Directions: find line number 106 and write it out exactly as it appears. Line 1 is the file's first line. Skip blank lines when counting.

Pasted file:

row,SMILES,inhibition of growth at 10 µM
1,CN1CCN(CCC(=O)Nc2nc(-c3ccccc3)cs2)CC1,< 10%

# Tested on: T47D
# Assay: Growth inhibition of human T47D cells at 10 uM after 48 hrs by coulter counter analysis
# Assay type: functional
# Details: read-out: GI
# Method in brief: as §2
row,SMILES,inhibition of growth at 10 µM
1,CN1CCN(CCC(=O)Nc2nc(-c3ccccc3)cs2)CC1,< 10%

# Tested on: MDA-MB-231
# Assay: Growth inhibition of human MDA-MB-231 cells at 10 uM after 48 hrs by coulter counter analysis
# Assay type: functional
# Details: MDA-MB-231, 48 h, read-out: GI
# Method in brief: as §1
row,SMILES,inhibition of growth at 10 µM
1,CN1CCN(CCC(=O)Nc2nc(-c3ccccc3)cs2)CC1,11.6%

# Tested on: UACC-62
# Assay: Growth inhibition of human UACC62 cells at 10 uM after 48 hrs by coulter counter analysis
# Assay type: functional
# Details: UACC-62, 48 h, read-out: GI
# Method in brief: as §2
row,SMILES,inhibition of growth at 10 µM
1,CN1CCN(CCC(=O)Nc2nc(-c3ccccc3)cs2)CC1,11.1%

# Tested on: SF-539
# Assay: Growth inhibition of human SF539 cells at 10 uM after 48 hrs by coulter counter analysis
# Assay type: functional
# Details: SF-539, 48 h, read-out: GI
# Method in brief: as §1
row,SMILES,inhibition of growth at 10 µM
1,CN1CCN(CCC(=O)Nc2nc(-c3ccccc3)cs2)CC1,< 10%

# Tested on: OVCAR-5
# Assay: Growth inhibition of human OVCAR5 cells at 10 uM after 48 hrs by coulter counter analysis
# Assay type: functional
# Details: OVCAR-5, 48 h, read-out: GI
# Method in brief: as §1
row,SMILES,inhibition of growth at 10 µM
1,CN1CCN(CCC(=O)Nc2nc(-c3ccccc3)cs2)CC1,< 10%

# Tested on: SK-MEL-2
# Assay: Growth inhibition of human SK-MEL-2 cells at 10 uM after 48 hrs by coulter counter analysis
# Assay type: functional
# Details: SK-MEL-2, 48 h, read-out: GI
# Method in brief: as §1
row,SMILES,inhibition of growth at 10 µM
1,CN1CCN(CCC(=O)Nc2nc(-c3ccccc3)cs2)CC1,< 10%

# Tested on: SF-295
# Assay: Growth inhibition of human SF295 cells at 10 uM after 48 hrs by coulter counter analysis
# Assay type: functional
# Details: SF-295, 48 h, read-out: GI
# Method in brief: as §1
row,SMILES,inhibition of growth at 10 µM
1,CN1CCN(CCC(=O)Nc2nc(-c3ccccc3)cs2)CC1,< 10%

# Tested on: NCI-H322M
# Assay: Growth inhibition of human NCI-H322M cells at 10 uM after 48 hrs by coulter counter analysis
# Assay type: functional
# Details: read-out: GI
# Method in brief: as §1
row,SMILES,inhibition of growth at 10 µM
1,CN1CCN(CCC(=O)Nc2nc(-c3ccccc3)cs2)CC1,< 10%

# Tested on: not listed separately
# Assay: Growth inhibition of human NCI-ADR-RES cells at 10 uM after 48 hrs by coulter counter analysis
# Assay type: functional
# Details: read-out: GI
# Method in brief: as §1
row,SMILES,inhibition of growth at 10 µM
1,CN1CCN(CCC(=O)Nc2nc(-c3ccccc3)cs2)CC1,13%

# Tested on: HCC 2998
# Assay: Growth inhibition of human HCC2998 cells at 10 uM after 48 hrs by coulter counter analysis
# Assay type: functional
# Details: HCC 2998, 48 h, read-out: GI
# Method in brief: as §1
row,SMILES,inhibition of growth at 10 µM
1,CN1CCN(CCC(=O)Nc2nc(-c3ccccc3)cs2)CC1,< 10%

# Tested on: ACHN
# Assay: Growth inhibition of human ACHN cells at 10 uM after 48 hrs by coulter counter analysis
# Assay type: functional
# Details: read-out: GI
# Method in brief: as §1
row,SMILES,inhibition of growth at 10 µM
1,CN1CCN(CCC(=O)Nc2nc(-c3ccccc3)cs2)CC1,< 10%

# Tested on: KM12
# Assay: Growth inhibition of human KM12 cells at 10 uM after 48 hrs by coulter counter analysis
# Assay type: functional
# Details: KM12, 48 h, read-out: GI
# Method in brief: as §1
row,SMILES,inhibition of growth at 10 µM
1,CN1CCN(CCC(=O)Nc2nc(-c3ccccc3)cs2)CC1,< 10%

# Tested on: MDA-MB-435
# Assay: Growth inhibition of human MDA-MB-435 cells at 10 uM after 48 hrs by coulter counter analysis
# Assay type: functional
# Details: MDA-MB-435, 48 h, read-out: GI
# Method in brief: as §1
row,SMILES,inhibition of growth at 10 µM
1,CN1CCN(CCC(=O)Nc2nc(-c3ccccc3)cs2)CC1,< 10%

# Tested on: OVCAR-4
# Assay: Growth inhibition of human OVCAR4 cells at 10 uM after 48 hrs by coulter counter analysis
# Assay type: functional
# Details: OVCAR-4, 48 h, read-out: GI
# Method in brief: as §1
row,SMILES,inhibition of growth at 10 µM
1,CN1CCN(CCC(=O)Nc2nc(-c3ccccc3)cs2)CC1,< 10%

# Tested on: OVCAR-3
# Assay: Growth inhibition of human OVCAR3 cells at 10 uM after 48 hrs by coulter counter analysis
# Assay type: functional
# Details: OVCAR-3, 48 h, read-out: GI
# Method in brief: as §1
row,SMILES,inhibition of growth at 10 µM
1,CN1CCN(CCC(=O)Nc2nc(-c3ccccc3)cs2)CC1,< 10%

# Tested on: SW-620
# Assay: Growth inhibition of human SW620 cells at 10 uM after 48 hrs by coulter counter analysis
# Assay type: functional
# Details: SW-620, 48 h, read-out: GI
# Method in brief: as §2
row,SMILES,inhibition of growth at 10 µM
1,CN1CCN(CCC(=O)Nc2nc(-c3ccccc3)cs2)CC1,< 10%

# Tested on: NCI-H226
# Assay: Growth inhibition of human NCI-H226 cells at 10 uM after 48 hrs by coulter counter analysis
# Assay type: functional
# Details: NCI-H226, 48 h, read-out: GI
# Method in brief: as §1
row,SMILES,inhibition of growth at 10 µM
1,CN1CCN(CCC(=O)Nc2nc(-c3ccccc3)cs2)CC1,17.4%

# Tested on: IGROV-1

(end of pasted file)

row,SMILES,inhibition of growth at 10 µM